Have you heard this saying; 25 years to learn, 25 years to live and 25 years to leave a legacy?
I think it’s a Stephen Covey line and I first hear it in the mid 90’s way back when I was in that second period, 25 years to live. At that time I never gave this saying (or what it meant) much thought or consideration, I was too caught up in the moment to worry about the future, self-actualization or even consider what my legacy might or would be.
How times have changed. The closer I got to 50 the more I realized that “I do not know, what I do not know”, and that while I may not be stupid, I sure was ignorant. I realized that to just keep going, let alone get ahead I needed a lot more EQ (Emotional Quotient) and not more IQ (Intellectual Quotient). In the most straight forward of descriptions I needed to learn and understand a lot more about the “WHY” people do things (or not) and stop worrying about the “HOW” things should, could or would work.
As a person not yet ready to rest on past accomplishments I refocused myself on further education, and while helpful it did not really fill the EQ need, in fact, if anything it reinforced how much I did in fact need to get on with developing a much stronger EQ.
Out of that educational process one piece of truly missing personal development became clear, I had no mentor, no confidant, no voice of sober second thought, no wise man/woman who would tell me what they really thought without anything to gain, fear of reprisal, or politics. Someone who would deliver the straight goods, and tell it like it is.
I took up the challenge of finding a well suited mentor, which as it turns out is a lot harder to do than one might think. Like all good things hard work and relentless effort is required to truly arrive at a meaningful accomplishment. However no matter how hard I worked at this, my mentor remained hidden from me, desired, but not found.
Then one day I was in a coffee shop having a detailed, and passionate discussion with a colleague regarding the merits of several different business books, and as we were leaving a gentleman, well my senior but who I had met once a few years ago stopped me and said quite directly “I would like to talk with you about those same books”. The rest as they say is history, I found my mentor, not just in business but in life.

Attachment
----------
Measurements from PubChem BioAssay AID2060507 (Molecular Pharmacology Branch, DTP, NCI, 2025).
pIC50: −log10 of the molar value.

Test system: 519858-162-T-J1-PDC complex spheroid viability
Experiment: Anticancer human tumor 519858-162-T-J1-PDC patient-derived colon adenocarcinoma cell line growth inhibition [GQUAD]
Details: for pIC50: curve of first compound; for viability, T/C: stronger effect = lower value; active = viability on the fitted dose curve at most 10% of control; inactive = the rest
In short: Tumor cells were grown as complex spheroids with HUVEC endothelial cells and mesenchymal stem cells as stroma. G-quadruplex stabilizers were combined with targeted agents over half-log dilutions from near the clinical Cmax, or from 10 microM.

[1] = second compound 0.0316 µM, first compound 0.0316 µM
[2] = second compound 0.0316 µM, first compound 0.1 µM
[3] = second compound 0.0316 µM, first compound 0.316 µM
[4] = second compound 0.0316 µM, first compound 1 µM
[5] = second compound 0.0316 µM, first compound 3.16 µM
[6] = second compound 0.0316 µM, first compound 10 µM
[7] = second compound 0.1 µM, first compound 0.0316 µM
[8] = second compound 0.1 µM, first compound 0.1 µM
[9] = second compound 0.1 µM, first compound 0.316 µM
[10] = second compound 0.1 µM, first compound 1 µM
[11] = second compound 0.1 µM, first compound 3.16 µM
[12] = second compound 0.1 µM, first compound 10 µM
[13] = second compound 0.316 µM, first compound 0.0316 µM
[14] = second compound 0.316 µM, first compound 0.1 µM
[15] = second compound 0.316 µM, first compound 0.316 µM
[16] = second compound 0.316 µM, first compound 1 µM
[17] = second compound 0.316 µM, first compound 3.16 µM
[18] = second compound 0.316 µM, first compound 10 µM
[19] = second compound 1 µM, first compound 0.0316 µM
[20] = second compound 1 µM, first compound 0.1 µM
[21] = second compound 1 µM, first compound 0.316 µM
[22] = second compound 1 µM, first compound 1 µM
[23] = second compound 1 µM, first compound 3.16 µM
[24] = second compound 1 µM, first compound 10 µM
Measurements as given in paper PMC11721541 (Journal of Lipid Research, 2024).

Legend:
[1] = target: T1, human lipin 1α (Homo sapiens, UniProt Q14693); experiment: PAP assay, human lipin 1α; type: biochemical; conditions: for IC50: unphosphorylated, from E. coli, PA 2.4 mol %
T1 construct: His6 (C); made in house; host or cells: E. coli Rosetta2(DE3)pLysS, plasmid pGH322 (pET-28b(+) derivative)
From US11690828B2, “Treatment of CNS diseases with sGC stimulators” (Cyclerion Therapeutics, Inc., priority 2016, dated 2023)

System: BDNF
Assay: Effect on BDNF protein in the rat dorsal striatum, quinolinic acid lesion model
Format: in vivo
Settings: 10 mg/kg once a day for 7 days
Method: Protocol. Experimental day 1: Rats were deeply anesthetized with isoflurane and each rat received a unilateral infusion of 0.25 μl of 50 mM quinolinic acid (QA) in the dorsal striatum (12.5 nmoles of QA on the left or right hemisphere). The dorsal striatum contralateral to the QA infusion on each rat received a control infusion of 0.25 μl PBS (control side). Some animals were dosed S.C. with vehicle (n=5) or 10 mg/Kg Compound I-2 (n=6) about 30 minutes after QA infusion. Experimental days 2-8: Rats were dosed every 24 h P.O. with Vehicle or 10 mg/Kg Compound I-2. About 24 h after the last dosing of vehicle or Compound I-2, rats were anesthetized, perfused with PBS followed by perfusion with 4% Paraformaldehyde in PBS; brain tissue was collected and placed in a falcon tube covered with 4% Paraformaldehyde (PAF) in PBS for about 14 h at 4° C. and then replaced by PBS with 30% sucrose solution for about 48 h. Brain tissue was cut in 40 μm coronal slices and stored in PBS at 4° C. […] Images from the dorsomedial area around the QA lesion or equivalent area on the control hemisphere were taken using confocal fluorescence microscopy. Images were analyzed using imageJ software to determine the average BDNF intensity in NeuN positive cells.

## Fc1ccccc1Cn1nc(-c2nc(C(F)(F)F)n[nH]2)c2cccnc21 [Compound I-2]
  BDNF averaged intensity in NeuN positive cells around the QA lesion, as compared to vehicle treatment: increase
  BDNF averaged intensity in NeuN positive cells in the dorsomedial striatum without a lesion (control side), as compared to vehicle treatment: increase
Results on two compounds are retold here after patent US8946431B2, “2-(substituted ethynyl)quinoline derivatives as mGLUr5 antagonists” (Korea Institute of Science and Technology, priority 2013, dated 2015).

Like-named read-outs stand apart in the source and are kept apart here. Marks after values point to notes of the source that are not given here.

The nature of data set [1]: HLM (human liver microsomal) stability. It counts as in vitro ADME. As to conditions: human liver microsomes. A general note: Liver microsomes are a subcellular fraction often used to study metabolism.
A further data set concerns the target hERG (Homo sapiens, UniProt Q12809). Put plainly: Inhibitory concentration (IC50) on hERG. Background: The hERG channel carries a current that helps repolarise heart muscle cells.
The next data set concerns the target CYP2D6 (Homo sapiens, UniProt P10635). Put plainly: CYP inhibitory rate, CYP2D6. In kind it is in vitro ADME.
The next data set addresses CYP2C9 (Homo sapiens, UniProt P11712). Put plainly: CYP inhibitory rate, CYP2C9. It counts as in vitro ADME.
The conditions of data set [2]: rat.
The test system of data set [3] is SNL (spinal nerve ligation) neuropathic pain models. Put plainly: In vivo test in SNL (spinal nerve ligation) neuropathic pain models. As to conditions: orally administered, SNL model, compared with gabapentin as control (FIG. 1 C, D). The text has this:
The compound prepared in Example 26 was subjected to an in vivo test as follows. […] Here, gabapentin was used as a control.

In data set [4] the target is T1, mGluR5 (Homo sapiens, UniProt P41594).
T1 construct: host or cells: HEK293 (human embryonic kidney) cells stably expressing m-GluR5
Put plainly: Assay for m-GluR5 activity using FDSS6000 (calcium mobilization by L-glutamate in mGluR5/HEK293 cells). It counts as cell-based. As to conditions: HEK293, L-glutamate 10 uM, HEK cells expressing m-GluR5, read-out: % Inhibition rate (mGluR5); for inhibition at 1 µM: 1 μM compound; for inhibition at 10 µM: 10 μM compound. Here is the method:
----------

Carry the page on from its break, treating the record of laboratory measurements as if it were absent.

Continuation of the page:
I am now 53 and he is 68, he is semi-retired, and the past president of a local college and I am getting ready to put in the best 10 years of my working life. We talk about everything and from all possible angles, we talk mostly business but not so much the numbers and more about the important stuff (the “WHY”) leadership, role modeling, decision-making, decision impact, helping people grow, and unlocking opportunities for others, we examine life in terms of our shared Christian faith and from time to time about health (both), motorcycles (him), gardening (me), and the very essence of the mentor/mentored relationship itself. We ensure that we meet with a purpose and that out actions going forward are both purposeful and accountable.
I have gained immense value from this relationship, and I am in great debt to my mentor for all the grace, insight and advice he has given me. I do however have one major regret in all this and that is simply that I should have started this 25 years sooner.
Today, looking back at my career if I had a mentor of similar quality back then, today I know I would have worked less, accomplished more and would have done it leaving a better legacy in place.
So what does today look like, well I get together with my mentor for a breakfast every two weeks (when he is town) but I have also taken up the challenge of being a mentor, in fact there are three and sometimes four people I am mentoring in one way or another at any given time. Some once a month others every two weeks.
We are building truly great relationships, based on trust, confidentiality and full on, anything goes dialog and debate. The rewards of doing this are huge, for me not just for them. I come alive preparing for and being in these meetings, I take the role seriously and in turn I am taken seriously. I am almost four years into my 25 years of “leaving a legacy” but enjoying every moment of it.
So now the big question…
Do you have a mentor, if yes, excellent. If no then get one, you will not regret it.
Are you a mentor, if yes, excellent. If no then you should consider, seriously consider becoming one.
Pull up beside that young crew and the plant, in the office or on the job site, share a coffee and just start a relationship. Talk about things that matter universally, talk about life, listen and consider thoughtfully and come back a few days later and say “I was thinking about what you said, have you ever considered…” guess what, you just started down the mentoring path.
It can be that informal or very formal with action plans, check boxes and strategic thinking, anyway it works, it’s a good thing. Bottom line is that IQ will only get you halfway.
EQ will get the other half and the school of EQ, it is best found at the feet of a mentor.